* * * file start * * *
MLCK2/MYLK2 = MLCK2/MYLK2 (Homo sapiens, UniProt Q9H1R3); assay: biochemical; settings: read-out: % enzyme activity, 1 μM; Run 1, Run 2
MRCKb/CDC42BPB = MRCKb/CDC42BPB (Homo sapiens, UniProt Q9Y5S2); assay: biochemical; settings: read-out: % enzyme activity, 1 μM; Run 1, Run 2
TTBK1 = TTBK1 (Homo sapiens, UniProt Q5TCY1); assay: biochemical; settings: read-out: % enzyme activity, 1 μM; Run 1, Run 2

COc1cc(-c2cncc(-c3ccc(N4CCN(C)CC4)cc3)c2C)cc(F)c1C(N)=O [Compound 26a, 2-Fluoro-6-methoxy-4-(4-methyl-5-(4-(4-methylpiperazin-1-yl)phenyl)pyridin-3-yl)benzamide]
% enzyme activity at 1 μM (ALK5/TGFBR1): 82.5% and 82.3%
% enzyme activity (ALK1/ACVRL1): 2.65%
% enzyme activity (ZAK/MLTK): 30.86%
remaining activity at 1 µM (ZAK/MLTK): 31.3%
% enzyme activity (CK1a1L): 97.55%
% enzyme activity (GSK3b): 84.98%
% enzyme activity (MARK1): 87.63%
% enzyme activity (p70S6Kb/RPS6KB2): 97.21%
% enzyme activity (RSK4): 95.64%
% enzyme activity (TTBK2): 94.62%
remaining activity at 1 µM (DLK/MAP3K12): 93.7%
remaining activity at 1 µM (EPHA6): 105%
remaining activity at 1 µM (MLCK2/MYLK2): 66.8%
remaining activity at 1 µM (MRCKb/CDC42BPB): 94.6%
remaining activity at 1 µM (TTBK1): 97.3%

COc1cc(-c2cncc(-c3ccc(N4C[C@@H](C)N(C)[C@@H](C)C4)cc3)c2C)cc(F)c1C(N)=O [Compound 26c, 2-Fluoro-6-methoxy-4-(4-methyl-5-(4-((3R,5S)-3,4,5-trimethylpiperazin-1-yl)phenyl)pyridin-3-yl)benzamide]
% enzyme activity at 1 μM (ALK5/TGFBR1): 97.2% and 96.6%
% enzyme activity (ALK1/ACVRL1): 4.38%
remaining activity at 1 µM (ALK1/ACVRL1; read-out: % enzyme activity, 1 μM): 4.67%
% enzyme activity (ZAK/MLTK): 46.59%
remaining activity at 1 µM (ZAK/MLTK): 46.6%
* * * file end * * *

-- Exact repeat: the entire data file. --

MLCK2/MYLK2 = MLCK2/MYLK2 (Homo sapiens, UniProt Q9H1R3); assay: biochemical; settings: read-out: % enzyme activity, 1 μM; Run 1, Run 2
MRCKb/CDC42BPB = MRCKb/CDC42BPB (Homo sapiens, UniProt Q9Y5S2); assay: biochemical; settings: read-out: % enzyme activity, 1 μM; Run 1, Run 2
TTBK1 = TTBK1 (Homo sapiens, UniProt Q5TCY1); assay: biochemical; settings: read-out: % enzyme activity, 1 μM; Run 1, Run 2

COc1cc(-c2cncc(-c3ccc(N4CCN(C)CC4)cc3)c2C)cc(F)c1C(N)=O [Compound 26a, 2-Fluoro-6-methoxy-4-(4-methyl-5-(4-(4-methylpiperazin-1-yl)phenyl)pyridin-3-yl)benzamide]
% enzyme activity at 1 μM (ALK5/TGFBR1): 82.5% and 82.3%
% enzyme activity (ALK1/ACVRL1): 2.65%
% enzyme activity (ZAK/MLTK): 30.86%
remaining activity at 1 µM (ZAK/MLTK): 31.3%
% enzyme activity (CK1a1L): 97.55%
% enzyme activity (GSK3b): 84.98%
% enzyme activity (MARK1): 87.63%
% enzyme activity (p70S6Kb/RPS6KB2): 97.21%
% enzyme activity (RSK4): 95.64%
% enzyme activity (TTBK2): 94.62%
remaining activity at 1 µM (DLK/MAP3K12): 93.7%
remaining activity at 1 µM (EPHA6): 105%
remaining activity at 1 µM (MLCK2/MYLK2): 66.8%
remaining activity at 1 µM (MRCKb/CDC42BPB): 94.6%
remaining activity at 1 µM (TTBK1): 97.3%

COc1cc(-c2cncc(-c3ccc(N4C[C@@H](C)N(C)[C@@H](C)C4)cc3)c2C)cc(F)c1C(N)=O [Compound 26c, 2-Fluoro-6-methoxy-4-(4-methyl-5-(4-((3R,5S)-3,4,5-trimethylpiperazin-1-yl)phenyl)pyridin-3-yl)benzamide]
% enzyme activity at 1 μM (ALK5/TGFBR1): 97.2% and 96.6%
% enzyme activity (ALK1/ACVRL1): 4.38%
remaining activity at 1 µM (ALK1/ACVRL1; read-out: % enzyme activity, 1 μM): 4.67%
% enzyme activity (ZAK/MLTK): 46.59%
remaining activity at 1 µM (ZAK/MLTK): 46.6%